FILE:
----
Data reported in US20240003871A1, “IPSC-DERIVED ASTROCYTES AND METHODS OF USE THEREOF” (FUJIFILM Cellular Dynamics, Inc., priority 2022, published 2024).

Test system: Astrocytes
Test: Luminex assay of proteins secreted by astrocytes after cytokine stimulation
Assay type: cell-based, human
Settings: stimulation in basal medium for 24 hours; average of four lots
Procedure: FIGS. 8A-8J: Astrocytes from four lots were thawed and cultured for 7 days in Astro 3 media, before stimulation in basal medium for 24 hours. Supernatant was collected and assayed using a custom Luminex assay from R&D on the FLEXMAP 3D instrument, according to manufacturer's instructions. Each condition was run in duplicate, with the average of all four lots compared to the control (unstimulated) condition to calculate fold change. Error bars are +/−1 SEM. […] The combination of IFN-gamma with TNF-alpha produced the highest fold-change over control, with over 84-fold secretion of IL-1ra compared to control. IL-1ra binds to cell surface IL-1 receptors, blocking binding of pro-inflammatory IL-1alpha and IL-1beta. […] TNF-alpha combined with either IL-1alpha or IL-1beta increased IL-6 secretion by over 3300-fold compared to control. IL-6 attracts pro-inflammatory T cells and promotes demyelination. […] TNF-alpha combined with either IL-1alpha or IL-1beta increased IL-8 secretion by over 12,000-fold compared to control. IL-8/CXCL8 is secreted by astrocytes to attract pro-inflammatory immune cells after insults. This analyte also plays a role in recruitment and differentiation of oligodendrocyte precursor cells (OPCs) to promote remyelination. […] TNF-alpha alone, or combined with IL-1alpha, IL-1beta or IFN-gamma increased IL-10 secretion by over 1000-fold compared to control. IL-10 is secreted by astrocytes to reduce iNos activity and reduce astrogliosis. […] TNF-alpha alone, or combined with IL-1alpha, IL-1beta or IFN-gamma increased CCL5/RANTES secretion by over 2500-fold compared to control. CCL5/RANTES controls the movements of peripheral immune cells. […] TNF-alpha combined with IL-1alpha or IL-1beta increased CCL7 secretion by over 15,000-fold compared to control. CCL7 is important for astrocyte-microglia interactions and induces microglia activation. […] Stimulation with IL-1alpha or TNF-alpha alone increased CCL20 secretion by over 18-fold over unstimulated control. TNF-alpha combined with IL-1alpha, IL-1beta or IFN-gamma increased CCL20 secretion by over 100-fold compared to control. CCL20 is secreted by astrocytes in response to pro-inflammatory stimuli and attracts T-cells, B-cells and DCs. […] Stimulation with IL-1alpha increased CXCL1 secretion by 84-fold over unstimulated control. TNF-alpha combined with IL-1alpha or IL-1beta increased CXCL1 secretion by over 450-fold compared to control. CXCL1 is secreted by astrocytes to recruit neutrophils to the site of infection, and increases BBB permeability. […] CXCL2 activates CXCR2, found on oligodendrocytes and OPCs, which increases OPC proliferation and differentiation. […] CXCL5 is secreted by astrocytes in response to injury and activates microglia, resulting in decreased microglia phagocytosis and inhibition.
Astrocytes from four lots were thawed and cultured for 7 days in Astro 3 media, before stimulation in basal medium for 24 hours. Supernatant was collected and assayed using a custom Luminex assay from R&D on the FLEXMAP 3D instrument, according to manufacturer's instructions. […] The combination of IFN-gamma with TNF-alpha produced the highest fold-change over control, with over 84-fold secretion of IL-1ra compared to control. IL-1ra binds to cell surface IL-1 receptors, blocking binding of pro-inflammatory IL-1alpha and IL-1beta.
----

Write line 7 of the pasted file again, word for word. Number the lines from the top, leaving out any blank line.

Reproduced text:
Astrocytes from four lots were thawed and cultured for 7 days in Astro 3 media, before stimulation in basal medium for 24 hours. Supernatant was collected and assayed using a custom Luminex assay from R&D on the FLEXMAP 3D instrument, according to manufacturer's instructions. […] The combination of IFN-gamma with TNF-alpha produced the highest fold-change over control, with over 84-fold secretion of IL-1ra compared to control. IL-1ra binds to cell surface IL-1 receptors, blocking binding of pro-inflammatory IL-1alpha and IL-1beta.